Your a pilot Rubik and I'm not. So on this esteemed forum I should just keep my fat mouth shut, but in this case have you ever wondered why you were the subject of such opprobrium and why you still continue to be? May I suggest you search for the missing logic in your argument since at the moment it seems like you would have taken this deeply stricken airliner and its precious cargo into a remote paddock and because physics is ...well physics, you would have suffered exactly the same low speed controlability issues that Captain Haynes and his erstwhile crew did. Except the unknowns of your cornfield probably would have solicited a much worse outcome and this is before we even consider that you have removed yourself from the life support systems that are encapsulated in our emergency response teams at the airfield. This aircraft should not have still been capable of being flown, but it was. Not to take anything away from Sully or the recent Russian A320 crash, but in contrast these events left the crews with quite flyable aircraft if you accept that flight time was extremely limited. Capt Haynes and the crew of AA96 (an earlieer DC10 cargo door blow out event) were both left struggling with aircraft that no longer wanted to remain in stable flight.The teamwork, ingenuity, personal skills and ability and most importantly, the 'don't give up' attitude, in both of these cases avoided complete disasters and saved far more lives than you give credit for Rubik. I throw your own quote back at you, 'there are often more than the obvious outcomes to such situations".

I'll close the flight deck door on my way out.

very well said, you have better "aviation judgment" than Rubik, if indeed he is a pilot...(hopefully he is not)
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Old 31st Aug 2019, 00:18
  #38 (permalink)  
 
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A true American hero, Capt Haynes, Capt Dennis Fitch (RIP), First Officer Bill Records and Flight Engineer (Dudley Dvorak, I believe) all worked as a team to do the best they could and made a truly superhuman effort. The co-operation between Haynes and Fitch ranks as one of the most outstanding examples of CRM you'd see. RIP Captain Haynes, you excelled.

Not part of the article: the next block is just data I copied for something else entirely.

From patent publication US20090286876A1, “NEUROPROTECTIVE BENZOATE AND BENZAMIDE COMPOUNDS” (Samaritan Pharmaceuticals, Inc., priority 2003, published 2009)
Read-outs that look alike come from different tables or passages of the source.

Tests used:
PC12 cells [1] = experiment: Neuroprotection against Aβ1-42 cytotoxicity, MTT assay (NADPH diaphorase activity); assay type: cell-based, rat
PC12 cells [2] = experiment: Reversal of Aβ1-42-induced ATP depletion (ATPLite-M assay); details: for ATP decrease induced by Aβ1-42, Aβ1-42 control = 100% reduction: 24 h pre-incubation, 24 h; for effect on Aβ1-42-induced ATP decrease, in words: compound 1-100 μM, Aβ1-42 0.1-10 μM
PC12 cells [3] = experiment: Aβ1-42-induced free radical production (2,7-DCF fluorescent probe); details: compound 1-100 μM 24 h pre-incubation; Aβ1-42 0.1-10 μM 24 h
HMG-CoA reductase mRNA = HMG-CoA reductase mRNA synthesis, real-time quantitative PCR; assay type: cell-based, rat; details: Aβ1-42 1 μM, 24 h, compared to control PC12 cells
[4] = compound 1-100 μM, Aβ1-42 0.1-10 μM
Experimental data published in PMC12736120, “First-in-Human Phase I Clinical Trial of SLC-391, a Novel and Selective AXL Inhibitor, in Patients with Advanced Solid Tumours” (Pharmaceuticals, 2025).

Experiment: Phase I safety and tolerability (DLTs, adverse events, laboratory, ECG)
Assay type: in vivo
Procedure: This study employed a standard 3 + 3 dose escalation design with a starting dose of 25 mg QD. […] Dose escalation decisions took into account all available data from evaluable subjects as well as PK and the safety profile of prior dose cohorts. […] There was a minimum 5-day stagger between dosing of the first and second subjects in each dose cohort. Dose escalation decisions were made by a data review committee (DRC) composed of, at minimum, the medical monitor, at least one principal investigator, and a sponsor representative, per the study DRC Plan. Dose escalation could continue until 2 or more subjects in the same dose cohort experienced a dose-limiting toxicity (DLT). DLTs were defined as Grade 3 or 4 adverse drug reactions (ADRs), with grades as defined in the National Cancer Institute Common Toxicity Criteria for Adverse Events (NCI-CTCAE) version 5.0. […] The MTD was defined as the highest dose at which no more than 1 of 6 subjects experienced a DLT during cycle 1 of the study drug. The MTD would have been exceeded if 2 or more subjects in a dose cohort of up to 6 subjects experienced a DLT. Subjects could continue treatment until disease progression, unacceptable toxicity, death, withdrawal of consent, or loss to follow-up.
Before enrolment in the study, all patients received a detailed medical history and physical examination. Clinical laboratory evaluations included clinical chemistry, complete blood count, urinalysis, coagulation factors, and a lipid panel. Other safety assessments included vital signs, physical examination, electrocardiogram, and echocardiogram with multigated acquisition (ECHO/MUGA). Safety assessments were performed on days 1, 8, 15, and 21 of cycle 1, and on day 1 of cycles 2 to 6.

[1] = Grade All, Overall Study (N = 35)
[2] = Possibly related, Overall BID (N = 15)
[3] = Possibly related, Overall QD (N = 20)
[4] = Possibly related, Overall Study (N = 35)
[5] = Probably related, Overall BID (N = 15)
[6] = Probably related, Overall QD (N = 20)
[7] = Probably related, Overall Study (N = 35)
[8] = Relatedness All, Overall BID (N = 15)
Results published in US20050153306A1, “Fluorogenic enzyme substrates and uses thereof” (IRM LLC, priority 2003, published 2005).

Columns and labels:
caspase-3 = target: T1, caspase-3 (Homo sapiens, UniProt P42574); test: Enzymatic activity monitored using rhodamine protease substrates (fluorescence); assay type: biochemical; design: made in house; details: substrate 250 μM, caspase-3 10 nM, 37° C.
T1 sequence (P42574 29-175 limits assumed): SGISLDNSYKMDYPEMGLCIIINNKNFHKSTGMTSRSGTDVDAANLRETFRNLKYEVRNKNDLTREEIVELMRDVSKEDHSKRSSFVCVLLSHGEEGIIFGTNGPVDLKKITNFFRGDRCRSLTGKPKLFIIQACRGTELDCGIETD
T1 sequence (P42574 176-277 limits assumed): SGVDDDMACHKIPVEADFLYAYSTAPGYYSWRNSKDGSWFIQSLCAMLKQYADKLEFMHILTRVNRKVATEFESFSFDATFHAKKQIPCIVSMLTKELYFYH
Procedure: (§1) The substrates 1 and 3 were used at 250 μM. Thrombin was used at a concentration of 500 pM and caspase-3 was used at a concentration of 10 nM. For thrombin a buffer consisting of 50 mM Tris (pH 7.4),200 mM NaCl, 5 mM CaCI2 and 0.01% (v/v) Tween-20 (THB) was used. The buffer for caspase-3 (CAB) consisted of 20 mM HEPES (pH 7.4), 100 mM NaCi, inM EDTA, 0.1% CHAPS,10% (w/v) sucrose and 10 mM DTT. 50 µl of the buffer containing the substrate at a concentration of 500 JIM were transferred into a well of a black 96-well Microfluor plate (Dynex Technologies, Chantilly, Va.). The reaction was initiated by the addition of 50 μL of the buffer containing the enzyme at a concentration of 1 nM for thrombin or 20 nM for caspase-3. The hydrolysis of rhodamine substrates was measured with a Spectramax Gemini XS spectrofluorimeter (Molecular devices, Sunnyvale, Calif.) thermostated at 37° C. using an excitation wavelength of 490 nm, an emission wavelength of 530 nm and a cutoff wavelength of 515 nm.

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Old 31st Aug 2019, 05:22
  #39 (permalink)  
 
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Originally Posted by criticalmass View Post
A true American hero, Capt Haynes, Capt Dennis Fitch (RIP), First Officer Bill Records and Flight Engineer (Dudley Dvorak, I believe) all worked as a team to do the best they could and made a truly superhuman effort. The co-operation between Haynes and Fitch ranks as one of the most outstanding examples of CRM you'd see. RIP Captain Haynes, you excelled.


yes indeed....
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Old 31st Aug 2019, 10:32
  #40 (permalink)  
 
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SLF here. Reading the CVR transcript http://www.tailstrike.com/190789.pdf, there was initially an (unnamed) Captain riding in the jumpseat, who contributed early on to getting the aircraft under some degree of control. He later gave way to Capt Fitch and then went to sit back in the cabin. Did he survive the subsequent landing?